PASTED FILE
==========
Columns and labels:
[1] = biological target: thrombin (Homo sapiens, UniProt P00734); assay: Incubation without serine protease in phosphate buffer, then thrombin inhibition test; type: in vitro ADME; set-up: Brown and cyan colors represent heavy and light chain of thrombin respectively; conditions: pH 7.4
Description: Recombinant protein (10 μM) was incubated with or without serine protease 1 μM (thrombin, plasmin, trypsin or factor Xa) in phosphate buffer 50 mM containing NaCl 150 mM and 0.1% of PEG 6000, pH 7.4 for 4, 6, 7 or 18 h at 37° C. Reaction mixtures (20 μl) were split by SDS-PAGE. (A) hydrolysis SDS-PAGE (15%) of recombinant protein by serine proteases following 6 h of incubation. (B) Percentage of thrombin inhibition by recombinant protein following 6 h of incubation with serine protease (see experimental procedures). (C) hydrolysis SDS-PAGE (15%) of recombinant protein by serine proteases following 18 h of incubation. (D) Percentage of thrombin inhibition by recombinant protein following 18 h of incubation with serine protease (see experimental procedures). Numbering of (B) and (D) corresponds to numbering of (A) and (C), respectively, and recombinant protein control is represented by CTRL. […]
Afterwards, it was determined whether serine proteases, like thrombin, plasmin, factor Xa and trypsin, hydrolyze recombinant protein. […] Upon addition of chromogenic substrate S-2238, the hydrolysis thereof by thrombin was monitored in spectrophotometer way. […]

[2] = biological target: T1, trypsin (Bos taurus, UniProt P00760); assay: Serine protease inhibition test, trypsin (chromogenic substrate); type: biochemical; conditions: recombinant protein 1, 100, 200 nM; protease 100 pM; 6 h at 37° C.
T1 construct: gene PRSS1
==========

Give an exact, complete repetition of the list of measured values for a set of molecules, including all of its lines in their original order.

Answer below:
Columns and labels:
[1] = biological target: thrombin (Homo sapiens, UniProt P00734); assay: Incubation without serine protease in phosphate buffer, then thrombin inhibition test; type: in vitro ADME; set-up: Brown and cyan colors represent heavy and light chain of thrombin respectively; conditions: pH 7.4
Description: Recombinant protein (10 μM) was incubated with or without serine protease 1 μM (thrombin, plasmin, trypsin or factor Xa) in phosphate buffer 50 mM containing NaCl 150 mM and 0.1% of PEG 6000, pH 7.4 for 4, 6, 7 or 18 h at 37° C. Reaction mixtures (20 μl) were split by SDS-PAGE. (A) hydrolysis SDS-PAGE (15%) of recombinant protein by serine proteases following 6 h of incubation. (B) Percentage of thrombin inhibition by recombinant protein following 6 h of incubation with serine protease (see experimental procedures). (C) hydrolysis SDS-PAGE (15%) of recombinant protein by serine proteases following 18 h of incubation. (D) Percentage of thrombin inhibition by recombinant protein following 18 h of incubation with serine protease (see experimental procedures). Numbering of (B) and (D) corresponds to numbering of (A) and (C), respectively, and recombinant protein control is represented by CTRL. […]
Afterwards, it was determined whether serine proteases, like thrombin, plasmin, factor Xa and trypsin, hydrolyze recombinant protein. […] Upon addition of chromogenic substrate S-2238, the hydrolysis thereof by thrombin was monitored in spectrophotometer way. […]

[2] = biological target: T1, trypsin (Bos taurus, UniProt P00760); assay: Serine protease inhibition test, trypsin (chromogenic substrate); type: biochemical; conditions: recombinant protein 1, 100, 200 nM; protease 100 pM; 6 h at 37° C.
T1 construct: gene PRSS1